Months following ‘How to Make a Pierogi’ I find myself living in a van in Brownsville, Texas. Smack dab in the ding-a-ling of Texas bordered by the Gulf and Mexico. When the wind is still and I close my eyes – I can hear the scuffling waves of Boca Chica beach, crabs scuttle across the sand, the sun is hot, and the air is steamy humid. Aside from the dunes the land is flat. You can see for miles in any direction. My happy place is at the beach, a quick drive past SpaceX’s humming Rocket Ranch. I set my hammock up in the double doors of the van dubbed The Rolling Dutchman III.
I fell in love with a mad genius with an electric soul. Now he is my home. Almost as soon as we met. We were living everyday as an adventure and I think that’s what got me. We slept in the back of my Jeep for a week in Utah. Slow danced under the ominous shadow of Mt. Sy in Washington State. Hiked Lake Berryessa a week before it was engulfed by flames. Had wilderness sex on a cliff overlooking Checkerboard Mesa. Camped on numerous beaches along the Oregon coast.
Van life is an adjustment. I always have considered myself to be handy but, I’m continuously adding new merits to my toolbox arsenal. In the last two months I replaced the radiator in the Jeep – I only had one melt down. Learned to strip, splice, and add butts to electrical wiring. Had a crash course in TIG welding. And helped (mostly absorbed) how to set up our solar panels. I’m gonna have to make some videos showing off my sweet skills. It’s stuff people should know.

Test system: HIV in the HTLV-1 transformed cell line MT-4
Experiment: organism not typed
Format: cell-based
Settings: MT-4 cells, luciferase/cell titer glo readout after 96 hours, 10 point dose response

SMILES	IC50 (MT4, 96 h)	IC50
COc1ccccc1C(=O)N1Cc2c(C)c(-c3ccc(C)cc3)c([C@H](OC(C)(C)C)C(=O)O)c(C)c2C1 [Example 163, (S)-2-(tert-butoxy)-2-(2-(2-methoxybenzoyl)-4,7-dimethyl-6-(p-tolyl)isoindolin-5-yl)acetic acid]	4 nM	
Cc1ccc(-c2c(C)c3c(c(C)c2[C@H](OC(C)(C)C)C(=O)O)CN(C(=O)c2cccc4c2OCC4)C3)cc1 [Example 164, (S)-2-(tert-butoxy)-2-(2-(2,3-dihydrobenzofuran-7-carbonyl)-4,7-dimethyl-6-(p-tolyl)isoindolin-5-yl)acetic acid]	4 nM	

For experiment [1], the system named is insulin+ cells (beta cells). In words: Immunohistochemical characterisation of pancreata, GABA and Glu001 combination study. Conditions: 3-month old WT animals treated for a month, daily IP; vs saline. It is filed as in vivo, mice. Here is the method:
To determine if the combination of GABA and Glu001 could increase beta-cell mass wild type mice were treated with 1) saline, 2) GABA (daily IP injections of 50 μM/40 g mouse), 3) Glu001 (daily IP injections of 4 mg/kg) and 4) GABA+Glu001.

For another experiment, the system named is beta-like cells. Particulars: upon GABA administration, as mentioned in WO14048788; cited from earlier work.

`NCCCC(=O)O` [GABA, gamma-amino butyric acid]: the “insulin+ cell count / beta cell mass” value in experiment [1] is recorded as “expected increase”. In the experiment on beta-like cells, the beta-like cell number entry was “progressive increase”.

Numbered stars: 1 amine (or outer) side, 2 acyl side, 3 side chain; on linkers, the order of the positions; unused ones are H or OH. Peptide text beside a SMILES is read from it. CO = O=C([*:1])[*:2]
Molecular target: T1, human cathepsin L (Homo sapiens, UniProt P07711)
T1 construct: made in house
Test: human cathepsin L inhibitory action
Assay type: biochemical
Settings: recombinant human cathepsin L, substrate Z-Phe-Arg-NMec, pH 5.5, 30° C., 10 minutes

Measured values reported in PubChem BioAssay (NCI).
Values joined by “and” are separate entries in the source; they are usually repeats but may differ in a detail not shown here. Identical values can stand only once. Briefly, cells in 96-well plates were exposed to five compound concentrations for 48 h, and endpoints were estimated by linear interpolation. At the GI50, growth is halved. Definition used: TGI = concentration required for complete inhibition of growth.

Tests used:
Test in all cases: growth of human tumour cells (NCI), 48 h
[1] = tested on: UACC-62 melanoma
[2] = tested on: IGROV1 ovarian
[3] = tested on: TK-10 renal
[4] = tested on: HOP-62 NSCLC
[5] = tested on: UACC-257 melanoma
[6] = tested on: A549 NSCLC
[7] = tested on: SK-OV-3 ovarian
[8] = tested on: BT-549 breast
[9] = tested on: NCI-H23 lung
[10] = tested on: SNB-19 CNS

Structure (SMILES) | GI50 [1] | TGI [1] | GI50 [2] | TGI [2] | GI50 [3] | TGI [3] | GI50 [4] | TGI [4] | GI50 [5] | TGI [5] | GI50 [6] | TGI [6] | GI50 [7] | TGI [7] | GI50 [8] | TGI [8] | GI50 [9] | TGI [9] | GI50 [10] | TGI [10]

Here is to more adventure!
As temperatures rise here in the Verde Valley, Arizona my mid afternoon plant whispering had to cease. Confined to the indoors for now, I must find other things to do with myself which does not include pining over $300 one way tickets to the Czech. Good thing my unemployment is lost in the ether or I’d be smashing that buy button. What’s a good way to keep your mind off of things – carbs! Today I’ll be jamming out to Chopin and making home made Pierogi because, Poland.
Pieróg, the singular name for delightful, dumpling of joy. The half moon shaped Pierogi are traditionally Polish but, could be traced way back to Asian roots – thanks Marco Polo? 17th century Eastern Europe traditionally stuffed the Pierogi with mince meat, fats and greens. Today the most common stuffing is potato and cheese however, I have had a bangin’ apple cinnamon Pierogi. There are no rules. You can prepare them a number of ways: fry ’em, bake ’em, saute ’em, deep fry ’em, boil ’em. The possibilities are endless. This recipe isn’t difficult but, it’s time consuming. Plan to make an afternoon of it.
2 1/2 Cups of All Purpose Flour
1 Large Egg
1 Tsp. Salt
1 Cup of Warm Water (preferably from the boiled potatoes)
Combine flour and salt in a mixing bowl. Add egg and water to the center, mix until dough ball forms. Add more water and flour if needed. Kneed until all ingredients are well combined. You want the dough to be firm but stretchy. Cut dough in half and let rest in the fridge for about 20 minutes.
2 Pounds of Potatoes (I like russets)
2 Cups of Sharp Cheddar
1/2 Cup of Cream Cheese
Black Pepper to Taste
Boil Potatoes with jackets on. Don’t forget to hold some of the potato water for the dough. I find the starch helps keep the dough together better. Use a potato masher or a fork to smash but, not mash the Russets. Combine cheeses and pepper. If the mix seems a little thick add water or milk to thin.